The game is divided into overs of six (legal) balls. At the end of an over another bowler from the fielding side bowls from the opposite end of the pitch. The two umpires also change positions between overs (the umpire previously at square-leg becomes the bowler’s umpire at what is now the bowling end, and vice versa). The fielders also usually change positions between overs.

Once out, a batsman is replaced by the next batsman in the team’s line-up. (The batting side can reorder their line-up at any time, but no batsman may bat twice in one innings.) The innings (singular) of the batting team ends when the tenth batsman is given out, leaving one batsman not out but without a partner. When this happens, the team is said to be “all out”. (In limited overs cricket the innings ends either when the batting team is all out or a predetermined number of overs has been bowled.) At the end of an innings, the two teams exchange roles, and the side that has been fielding bats.

A team’s score is reported in terms of the number of runs scored and the number of batsmen that have been dismissed. For example, if five batsmen are out and the team has scored 224 runs, they are said to have scored 224 for the loss of 5 wickets (commonly shortened to “224 for five” and written 224/5 or, in Australia, “five for 224” and 5/224).

The team that has scored more runs at the end of the completed match wins. Different varieties of the game have different definitions of “completion”; for instance there may be restrictions on the number of overs, the number of innings, and the number of balls in each innings.

RESULTS:

If the team that bats last is all out having scored fewer runs than their opponents, the team is said to have “lost by n runs” (where n is the difference between the number of runs scored by the teams). If the team that bats last scores enough runs to win, it is said to have “won by n wickets”, where n is the number of wickets left to fall. For instance a team that passes its opponents’ score having only lost six wickets would have won “by four wickets”.

In a two-innings-a-side match, one team’s combined first and second innings total may be less than the other side’s first innings total. The team with the greater score is then said to have won by an innings and n runs, and does not need to bat again: n is the difference between the two teams’ aggregate scores.

If the team batting last is all out, and both sides have scored the same number of runs, then the match is a tie; this result is quite rare in matches of two innings a side. In the traditional form of the game, if the time allotted for the match expires before either side can win, then the game is declared a draw.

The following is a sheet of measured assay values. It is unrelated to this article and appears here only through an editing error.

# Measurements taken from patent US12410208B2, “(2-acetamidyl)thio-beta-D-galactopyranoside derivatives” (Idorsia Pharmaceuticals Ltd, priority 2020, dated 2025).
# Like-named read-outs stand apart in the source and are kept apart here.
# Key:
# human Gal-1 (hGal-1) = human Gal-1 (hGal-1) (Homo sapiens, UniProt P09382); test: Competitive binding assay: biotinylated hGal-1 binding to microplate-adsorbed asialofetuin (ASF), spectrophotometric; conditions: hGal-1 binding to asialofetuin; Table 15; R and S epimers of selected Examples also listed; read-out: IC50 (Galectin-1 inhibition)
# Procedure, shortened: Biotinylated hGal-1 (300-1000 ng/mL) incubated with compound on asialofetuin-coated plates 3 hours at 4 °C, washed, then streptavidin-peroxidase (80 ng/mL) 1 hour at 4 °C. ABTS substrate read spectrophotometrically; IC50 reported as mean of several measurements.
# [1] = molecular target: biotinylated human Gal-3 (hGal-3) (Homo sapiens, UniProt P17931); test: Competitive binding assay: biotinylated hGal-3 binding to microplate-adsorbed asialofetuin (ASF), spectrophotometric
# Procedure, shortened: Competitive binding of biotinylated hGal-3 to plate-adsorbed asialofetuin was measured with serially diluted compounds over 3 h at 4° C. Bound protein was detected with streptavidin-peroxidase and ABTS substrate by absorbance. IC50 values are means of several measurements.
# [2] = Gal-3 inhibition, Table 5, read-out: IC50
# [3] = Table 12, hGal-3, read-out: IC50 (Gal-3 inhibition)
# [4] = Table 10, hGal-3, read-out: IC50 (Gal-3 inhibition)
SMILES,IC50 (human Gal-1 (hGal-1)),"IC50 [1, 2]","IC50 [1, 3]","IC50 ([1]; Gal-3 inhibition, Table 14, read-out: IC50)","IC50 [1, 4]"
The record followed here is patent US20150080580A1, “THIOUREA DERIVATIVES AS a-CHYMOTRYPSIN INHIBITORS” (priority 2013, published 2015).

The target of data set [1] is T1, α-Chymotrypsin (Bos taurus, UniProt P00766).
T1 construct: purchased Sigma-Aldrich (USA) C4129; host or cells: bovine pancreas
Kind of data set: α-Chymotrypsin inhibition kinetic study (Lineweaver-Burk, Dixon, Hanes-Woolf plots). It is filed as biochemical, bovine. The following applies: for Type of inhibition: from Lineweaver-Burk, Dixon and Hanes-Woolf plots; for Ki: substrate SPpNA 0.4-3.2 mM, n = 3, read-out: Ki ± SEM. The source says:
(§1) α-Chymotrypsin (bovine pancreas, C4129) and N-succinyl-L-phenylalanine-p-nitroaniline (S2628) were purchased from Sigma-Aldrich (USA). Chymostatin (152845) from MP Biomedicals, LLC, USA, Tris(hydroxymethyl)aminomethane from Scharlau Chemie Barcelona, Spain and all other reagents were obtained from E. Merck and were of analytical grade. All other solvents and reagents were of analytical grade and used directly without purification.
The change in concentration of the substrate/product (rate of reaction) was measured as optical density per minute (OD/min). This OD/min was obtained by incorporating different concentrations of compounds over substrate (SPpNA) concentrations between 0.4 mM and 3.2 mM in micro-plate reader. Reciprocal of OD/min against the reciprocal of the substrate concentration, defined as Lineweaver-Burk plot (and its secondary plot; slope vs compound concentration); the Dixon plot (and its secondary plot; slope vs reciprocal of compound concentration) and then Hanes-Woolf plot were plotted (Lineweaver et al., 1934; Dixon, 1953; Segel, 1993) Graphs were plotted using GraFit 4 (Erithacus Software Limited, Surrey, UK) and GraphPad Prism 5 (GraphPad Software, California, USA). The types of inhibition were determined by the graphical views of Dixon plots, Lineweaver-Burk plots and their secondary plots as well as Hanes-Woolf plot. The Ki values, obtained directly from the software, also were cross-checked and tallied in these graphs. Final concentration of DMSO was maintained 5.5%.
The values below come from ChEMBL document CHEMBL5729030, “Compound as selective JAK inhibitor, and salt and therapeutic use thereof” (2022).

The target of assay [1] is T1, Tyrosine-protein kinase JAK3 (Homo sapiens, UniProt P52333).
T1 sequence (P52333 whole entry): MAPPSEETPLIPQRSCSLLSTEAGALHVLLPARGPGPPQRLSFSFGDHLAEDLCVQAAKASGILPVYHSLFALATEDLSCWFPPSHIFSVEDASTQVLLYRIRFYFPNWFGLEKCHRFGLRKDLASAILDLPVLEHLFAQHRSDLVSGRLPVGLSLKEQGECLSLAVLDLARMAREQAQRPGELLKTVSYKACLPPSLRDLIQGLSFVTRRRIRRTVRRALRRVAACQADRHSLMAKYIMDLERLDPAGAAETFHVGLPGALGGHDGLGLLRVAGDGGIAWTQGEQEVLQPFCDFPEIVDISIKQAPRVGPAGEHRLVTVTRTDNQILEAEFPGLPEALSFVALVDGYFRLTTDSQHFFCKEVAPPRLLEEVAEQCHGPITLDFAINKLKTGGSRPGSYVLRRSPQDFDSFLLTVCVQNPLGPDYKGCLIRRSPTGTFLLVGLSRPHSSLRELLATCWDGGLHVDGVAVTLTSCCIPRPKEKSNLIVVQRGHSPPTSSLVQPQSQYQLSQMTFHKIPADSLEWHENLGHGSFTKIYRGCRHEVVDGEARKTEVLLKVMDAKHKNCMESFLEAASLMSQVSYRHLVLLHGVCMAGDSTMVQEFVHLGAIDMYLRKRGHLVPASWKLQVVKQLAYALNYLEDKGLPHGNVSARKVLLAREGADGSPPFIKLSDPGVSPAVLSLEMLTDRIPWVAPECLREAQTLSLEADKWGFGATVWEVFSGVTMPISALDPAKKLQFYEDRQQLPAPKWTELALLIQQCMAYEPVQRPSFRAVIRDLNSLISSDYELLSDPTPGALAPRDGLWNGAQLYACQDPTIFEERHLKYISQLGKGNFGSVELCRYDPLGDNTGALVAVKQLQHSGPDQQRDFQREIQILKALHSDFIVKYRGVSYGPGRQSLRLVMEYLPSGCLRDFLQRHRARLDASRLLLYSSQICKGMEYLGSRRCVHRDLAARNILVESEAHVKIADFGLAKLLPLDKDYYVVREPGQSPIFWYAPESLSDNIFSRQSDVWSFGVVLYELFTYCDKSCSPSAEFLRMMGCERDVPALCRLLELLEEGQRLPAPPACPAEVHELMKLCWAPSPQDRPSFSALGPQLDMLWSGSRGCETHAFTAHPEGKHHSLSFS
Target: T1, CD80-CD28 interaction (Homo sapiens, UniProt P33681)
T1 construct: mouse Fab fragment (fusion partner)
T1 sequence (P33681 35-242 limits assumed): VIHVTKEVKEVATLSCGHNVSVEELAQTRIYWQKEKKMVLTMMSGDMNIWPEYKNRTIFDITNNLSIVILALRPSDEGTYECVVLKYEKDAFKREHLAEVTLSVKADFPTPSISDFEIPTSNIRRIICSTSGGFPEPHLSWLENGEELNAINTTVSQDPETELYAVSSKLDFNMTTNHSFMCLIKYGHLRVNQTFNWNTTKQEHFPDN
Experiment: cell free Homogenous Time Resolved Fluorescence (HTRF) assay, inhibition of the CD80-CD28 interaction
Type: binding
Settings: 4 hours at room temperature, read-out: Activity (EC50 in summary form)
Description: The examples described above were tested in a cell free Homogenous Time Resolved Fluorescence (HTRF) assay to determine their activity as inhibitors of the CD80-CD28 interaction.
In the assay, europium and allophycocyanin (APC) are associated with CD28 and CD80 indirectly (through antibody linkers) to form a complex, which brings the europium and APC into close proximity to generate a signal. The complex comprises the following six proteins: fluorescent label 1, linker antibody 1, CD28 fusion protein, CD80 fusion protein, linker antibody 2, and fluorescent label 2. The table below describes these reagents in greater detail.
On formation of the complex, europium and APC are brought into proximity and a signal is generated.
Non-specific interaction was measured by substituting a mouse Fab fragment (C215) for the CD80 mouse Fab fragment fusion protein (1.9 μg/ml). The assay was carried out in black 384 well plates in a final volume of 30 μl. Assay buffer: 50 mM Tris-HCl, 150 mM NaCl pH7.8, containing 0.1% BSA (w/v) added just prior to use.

If the match has only a single innings per side, then a maximum number of deliveries for each innings is often imposed. Such a match is called a “limited overs” or “one-day” match, and the side scoring more runs wins regardless of the number of wickets lost, so that a draw cannot occur. If this kind of match is temporarily interrupted by bad weather, then a complex mathematical formula, known as the Duckworth-Lewis method after its developers, is often used to recalculate a new target score. A one-day match can also be declared a “no-result” if fewer than a previously agreed number of overs have been bowled by either team, in circumstances that make normal resumption of play impossible; for example, wet weather.

LAWS OF CRICKET:

The game is played in accordance with 42 laws, which have been developed by the Marylebone Cricket Club in discussion with the main cricketing nations. Teams may agree before a game to introduce other rules or alter some of the existing rules. In particular, there are a number of modifications to rules dictating fielding positions for professional limited overs matches.

PLAYERS:

A team consists of eleven players. Depending on his or her primary skills, a player may be classified as a specialist batsman or bowler. A balanced team usually has five or six specialist batsmen and four or five specialist bowlers. Teams nearly always include a specialist wicket-keeper because of the importance of this fielding position. Each team is headed by a captain, who is responsible for making tactical decisions such as determining the batting order, the placement of fielders and the rotation of bowlers.

A player who excels in both batting and bowling is known as an all-rounder. One who excels as a batsman and wicket-keeper is known as a “wicket-keeper/batsman”, sometimes regarded as a type of all-rounder. True all-rounders are rare; most players focus on either batting or bowling skills.

UMPIRES: